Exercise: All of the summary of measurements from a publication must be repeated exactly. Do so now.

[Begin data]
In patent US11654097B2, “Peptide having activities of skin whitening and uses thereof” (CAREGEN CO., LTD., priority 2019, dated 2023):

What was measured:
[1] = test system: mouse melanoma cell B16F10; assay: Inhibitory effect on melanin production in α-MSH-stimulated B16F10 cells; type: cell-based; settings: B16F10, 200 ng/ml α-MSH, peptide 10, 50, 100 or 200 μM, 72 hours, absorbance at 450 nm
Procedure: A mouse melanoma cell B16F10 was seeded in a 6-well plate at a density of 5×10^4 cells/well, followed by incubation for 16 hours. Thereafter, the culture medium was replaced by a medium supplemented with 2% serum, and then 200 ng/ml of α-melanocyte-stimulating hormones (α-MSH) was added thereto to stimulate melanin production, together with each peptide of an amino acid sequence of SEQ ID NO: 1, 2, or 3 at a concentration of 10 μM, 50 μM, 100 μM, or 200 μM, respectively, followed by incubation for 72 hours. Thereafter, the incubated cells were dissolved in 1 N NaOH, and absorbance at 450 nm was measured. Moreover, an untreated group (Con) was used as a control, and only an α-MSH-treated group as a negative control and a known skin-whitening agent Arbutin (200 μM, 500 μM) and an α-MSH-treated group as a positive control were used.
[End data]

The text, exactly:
In patent US11654097B2, “Peptide having activities of skin whitening and uses thereof” (CAREGEN CO., LTD., priority 2019, dated 2023):

What was measured:
[1] = test system: mouse melanoma cell B16F10; assay: Inhibitory effect on melanin production in α-MSH-stimulated B16F10 cells; type: cell-based; settings: B16F10, 200 ng/ml α-MSH, peptide 10, 50, 100 or 200 μM, 72 hours, absorbance at 450 nm
Procedure: A mouse melanoma cell B16F10 was seeded in a 6-well plate at a density of 5×10^4 cells/well, followed by incubation for 16 hours. Thereafter, the culture medium was replaced by a medium supplemented with 2% serum, and then 200 ng/ml of α-melanocyte-stimulating hormones (α-MSH) was added thereto to stimulate melanin production, together with each peptide of an amino acid sequence of SEQ ID NO: 1, 2, or 3 at a concentration of 10 μM, 50 μM, 100 μM, or 200 μM, respectively, followed by incubation for 72 hours. Thereafter, the incubated cells were dissolved in 1 N NaOH, and absorbance at 450 nm was measured. Moreover, an untreated group (Con) was used as a control, and only an α-MSH-treated group as a negative control and a known skin-whitening agent Arbutin (200 μM, 500 μM) and an α-MSH-treated group as a positive control were used.